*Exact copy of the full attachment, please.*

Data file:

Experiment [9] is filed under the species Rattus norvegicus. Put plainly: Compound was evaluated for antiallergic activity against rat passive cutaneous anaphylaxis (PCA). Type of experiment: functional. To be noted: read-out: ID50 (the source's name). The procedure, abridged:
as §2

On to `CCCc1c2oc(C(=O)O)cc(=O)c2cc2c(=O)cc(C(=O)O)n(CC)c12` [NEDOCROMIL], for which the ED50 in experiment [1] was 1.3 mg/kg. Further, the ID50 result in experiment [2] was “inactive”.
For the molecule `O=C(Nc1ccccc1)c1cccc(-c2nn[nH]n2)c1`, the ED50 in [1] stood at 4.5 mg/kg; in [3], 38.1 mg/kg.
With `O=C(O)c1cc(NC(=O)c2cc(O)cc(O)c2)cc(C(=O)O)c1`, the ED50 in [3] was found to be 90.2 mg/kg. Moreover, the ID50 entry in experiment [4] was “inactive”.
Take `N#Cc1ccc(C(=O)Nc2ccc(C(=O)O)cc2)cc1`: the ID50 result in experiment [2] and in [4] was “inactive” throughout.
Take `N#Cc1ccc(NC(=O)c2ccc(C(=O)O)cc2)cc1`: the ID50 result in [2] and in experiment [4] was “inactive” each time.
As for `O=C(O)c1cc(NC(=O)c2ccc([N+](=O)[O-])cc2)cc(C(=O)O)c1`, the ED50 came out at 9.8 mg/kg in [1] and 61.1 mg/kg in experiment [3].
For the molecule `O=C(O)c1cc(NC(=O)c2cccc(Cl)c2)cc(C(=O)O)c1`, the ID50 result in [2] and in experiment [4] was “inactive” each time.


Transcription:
Experiment [9] is filed under the species Rattus norvegicus. Put plainly: Compound was evaluated for antiallergic activity against rat passive cutaneous anaphylaxis (PCA). Type of experiment: functional. To be noted: read-out: ID50 (the source's name). The procedure, abridged:
as §2

On to `CCCc1c2oc(C(=O)O)cc(=O)c2cc2c(=O)cc(C(=O)O)n(CC)c12` [NEDOCROMIL], for which the ED50 in experiment [1] was 1.3 mg/kg. Further, the ID50 result in experiment [2] was “inactive”.
For the molecule `O=C(Nc1ccccc1)c1cccc(-c2nn[nH]n2)c1`, the ED50 in [1] stood at 4.5 mg/kg; in [3], 38.1 mg/kg.
With `O=C(O)c1cc(NC(=O)c2cc(O)cc(O)c2)cc(C(=O)O)c1`, the ED50 in [3] was found to be 90.2 mg/kg. Moreover, the ID50 entry in experiment [4] was “inactive”.
Take `N#Cc1ccc(C(=O)Nc2ccc(C(=O)O)cc2)cc1`: the ID50 result in experiment [2] and in [4] was “inactive” throughout.
Take `N#Cc1ccc(NC(=O)c2ccc(C(=O)O)cc2)cc1`: the ID50 result in [2] and in experiment [4] was “inactive” each time.
As for `O=C(O)c1cc(NC(=O)c2ccc([N+](=O)[O-])cc2)cc(C(=O)O)c1`, the ED50 came out at 9.8 mg/kg in [1] and 61.1 mg/kg in experiment [3].
For the molecule `O=C(O)c1cc(NC(=O)c2cccc(Cl)c2)cc(C(=O)O)c1`, the ID50 result in [2] and in experiment [4] was “inactive” each time.